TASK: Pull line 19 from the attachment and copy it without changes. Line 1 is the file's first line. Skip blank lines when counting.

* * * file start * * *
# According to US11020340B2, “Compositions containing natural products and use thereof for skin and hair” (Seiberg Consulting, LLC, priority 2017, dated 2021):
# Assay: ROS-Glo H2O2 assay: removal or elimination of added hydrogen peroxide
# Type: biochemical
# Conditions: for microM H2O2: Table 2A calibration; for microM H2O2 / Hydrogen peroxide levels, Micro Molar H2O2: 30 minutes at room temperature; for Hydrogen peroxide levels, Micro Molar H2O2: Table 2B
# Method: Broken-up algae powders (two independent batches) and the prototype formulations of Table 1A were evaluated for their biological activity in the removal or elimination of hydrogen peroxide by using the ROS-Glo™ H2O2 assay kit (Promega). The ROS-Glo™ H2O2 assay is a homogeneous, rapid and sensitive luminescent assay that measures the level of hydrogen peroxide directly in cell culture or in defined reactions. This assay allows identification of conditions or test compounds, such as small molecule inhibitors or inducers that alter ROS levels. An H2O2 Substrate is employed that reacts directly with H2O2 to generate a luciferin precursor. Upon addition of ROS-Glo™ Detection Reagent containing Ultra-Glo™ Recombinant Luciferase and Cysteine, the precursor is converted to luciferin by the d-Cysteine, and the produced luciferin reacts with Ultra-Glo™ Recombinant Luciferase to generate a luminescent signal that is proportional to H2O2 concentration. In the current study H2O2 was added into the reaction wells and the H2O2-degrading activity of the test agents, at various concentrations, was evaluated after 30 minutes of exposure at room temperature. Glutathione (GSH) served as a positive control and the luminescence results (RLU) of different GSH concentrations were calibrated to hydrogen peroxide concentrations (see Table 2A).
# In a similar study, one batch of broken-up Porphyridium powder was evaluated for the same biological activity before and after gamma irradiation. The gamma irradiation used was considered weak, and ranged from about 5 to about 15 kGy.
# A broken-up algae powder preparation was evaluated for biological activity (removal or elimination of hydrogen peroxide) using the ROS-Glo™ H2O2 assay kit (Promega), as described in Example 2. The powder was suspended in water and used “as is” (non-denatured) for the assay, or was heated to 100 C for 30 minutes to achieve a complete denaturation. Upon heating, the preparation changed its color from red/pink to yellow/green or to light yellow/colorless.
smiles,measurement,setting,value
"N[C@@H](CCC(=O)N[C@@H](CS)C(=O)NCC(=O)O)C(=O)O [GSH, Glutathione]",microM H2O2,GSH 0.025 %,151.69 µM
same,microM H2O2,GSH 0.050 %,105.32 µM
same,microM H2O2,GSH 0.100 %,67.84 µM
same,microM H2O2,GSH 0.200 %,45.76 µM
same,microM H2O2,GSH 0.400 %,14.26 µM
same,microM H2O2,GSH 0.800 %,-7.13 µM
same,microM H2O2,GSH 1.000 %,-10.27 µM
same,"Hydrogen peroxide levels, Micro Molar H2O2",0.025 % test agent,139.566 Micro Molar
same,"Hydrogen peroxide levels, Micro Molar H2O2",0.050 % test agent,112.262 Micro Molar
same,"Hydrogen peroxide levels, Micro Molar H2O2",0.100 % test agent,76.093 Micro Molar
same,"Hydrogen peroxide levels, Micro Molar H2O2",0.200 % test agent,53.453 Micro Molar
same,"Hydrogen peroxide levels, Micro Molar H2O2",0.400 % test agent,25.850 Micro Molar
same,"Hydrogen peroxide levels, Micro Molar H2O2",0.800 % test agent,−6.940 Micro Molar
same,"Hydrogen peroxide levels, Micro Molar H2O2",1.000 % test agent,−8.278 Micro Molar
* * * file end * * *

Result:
same,"Hydrogen peroxide levels, Micro Molar H2O2",0.200 % test agent,53.453 Micro Molar